Dan also observes that CAS-style thinking is taken to indicate the bankruptcy of carterian rationality. ‘Yes!’ I’d say. And i think this comes through from Critical Mass as well. There is no ‘utopia theory’, in the sense of a theory which will provide your solutions in advance. If there’s any way to use CAS politically it is in the rejection of grand-narratives (how postmodern), a skepticism of ideologically-led prescriptions. We can use these concepts in understanding complex systems, but they aren’t going to do the work for us. Each complex system will be different and we will need to do the work ourselves in finding out how. Don’t theorise – investigate!

Perhaps one moral. Evolution has done quite well with designing complex systems. Evolution is a tinkerer. Let’s tinker.

Further to this, there was an interesting In Our Time a few weeks ago about Lamark. The panel discussed the strands of evolutionary theory which connected with Lamark (and his famous fallacy). Seems Lamarkianism is part of a deep vein of evolutionary thought which emphasises organism-environment interaction to a greater extend than individually, and intra-individually, focussed neo-Darwinian orthodoxy. Something to be aware of.

Researching science

I’ve been thinking about how you find out the facts – the scientific facts – on a topic. As an academic you develop a set of prejudices, almost unconsciously at times, which help you deal with the riddle of too much information. You know what kind of paper makes it into Nature, from your field. You know how much to trust something published in Trends in Neurosciences compared to Perceptual and Motor Skills (for example). You’re also plugged in to a structure (the Academy) which provides easy access to colleagues, journals, conferences and hence filters and recommends information. You’re immersion lets you develop a judgement for how plausible new information is – you can spot bullshit.

Move out of the University, or move fields, and you lose some or all of that. If you’ve never worked as a professional academic, then you don’t even know what you’re missing. Do you even know that publication in peer-reviewed academic journals is the gold standard for any data? That for many scientists, evidence can in some way be said not to exist until it is peer-reviewed?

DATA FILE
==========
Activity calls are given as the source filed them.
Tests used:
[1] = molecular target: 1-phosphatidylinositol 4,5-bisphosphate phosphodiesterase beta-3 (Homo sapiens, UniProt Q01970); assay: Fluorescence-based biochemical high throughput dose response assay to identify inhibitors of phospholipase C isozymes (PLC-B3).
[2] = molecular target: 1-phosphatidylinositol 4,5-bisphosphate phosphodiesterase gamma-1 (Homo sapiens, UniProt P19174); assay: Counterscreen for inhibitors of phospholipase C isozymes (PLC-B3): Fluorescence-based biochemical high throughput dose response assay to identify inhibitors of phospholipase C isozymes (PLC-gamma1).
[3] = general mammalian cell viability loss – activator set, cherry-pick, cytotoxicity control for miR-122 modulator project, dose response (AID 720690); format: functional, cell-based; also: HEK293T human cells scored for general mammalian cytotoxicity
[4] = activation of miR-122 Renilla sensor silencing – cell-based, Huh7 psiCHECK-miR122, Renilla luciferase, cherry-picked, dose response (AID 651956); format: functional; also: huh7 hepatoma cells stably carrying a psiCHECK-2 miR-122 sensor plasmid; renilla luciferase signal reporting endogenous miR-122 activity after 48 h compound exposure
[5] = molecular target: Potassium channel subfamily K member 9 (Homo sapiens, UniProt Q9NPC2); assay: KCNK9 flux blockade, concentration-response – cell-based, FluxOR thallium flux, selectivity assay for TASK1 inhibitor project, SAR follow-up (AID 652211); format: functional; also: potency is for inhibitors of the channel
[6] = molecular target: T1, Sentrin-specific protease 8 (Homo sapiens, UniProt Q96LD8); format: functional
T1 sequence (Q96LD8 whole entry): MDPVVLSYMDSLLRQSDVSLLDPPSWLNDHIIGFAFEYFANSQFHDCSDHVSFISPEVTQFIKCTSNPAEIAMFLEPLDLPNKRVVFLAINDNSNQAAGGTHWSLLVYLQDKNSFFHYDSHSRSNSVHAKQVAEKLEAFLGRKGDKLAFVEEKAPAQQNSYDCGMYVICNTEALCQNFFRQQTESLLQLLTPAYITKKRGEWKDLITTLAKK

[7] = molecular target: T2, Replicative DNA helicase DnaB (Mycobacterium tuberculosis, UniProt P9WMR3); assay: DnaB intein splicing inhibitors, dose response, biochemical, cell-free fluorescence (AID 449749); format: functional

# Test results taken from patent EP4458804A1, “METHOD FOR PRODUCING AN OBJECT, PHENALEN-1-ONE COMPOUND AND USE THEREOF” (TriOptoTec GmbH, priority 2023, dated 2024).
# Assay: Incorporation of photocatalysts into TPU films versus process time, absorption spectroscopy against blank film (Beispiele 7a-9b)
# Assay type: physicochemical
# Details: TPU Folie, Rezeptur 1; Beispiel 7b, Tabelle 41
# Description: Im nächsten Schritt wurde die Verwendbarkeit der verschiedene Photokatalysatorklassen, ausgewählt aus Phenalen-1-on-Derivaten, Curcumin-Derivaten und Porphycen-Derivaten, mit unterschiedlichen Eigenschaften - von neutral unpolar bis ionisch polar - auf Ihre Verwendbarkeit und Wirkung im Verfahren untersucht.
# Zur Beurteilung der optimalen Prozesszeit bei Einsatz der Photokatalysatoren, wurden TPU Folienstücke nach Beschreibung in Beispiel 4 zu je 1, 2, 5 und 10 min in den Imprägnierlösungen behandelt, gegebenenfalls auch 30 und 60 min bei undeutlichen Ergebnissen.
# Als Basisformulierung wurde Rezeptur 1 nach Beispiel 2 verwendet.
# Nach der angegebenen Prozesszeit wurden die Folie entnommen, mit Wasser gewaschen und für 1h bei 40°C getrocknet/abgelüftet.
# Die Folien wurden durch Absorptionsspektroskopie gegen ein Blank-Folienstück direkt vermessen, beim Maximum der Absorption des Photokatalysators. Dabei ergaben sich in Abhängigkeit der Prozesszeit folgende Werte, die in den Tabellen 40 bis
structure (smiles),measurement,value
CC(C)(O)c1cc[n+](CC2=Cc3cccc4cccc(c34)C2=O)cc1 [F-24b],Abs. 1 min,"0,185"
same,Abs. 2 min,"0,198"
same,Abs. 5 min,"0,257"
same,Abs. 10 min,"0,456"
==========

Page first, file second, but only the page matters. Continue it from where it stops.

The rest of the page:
Anyway, I wrote some notes for the BBC intranet (research.gateway > science for anyone able to look there) which i’ve also put here. Anyway, if anyone can think of things that should be known by documentary researchers who don’t have a scientific background, but who are researching scientific topics let me know.

From psychology/neuroscience i’ve realised that Behavioural and Brain Sciences have a free on-line archive and so does CogPrints. Both potentially useful if you’re looking for papers to get started on a topic and you don’t have library access.

A good analogy is like a diagonal frog

Over at The Edge‘s World Question Centre John Brockman has asked a bunch of interesting people to contribute a new scientific laws:

There is some bit of wisdom, some rule of nature, some law-like pattern, either grand or small, that you’ve noticed in the universe that might as well be named after you. Gordon Moore has one; Johannes Kepler and Michael Faraday, too. So does Murphy.

And it’s a good excuse to gorge yourself on quotable titbits. On ourselves:

Pinker’s First Law
Human intelligence is a product of analogy and combinatorics. Analogy allows the mind to use a few innate ideas?space, force, essence, goal?to understand more abstract domains. Combinatorics allows an a finite set of simple ideas to give rise to an infinite set of complex ones.

Stever Pinker

On science:

Warwick’s Second Law
Art tells the jokes that science insists on explaining.

Henry Warwick

Sapolsky’s Second Law
It’s okay to think about nonsense, as long as you don’t believe in it.

Sapolsky’s Third Law
Often, the biggest impediment to scientific progress is not what we don’t know, but what we know.

Robert Sapolsky

And reason:

Kai’s Example Dilemma
A good analogy is like a diagonal frog.

Kai Krause

Harari?s Law of Science Education
The faster Science and Technology advance?the more important it is to teach and to learn the basics of Math and Science and the less important it is to teach and to learn the latest developments.

Haim Harari

If you visit also check out P?ppel’s Universal and Ogilvy’s Law. The prize for insightful brevity is shared between Andy Clark and Steve Grand. Enjoy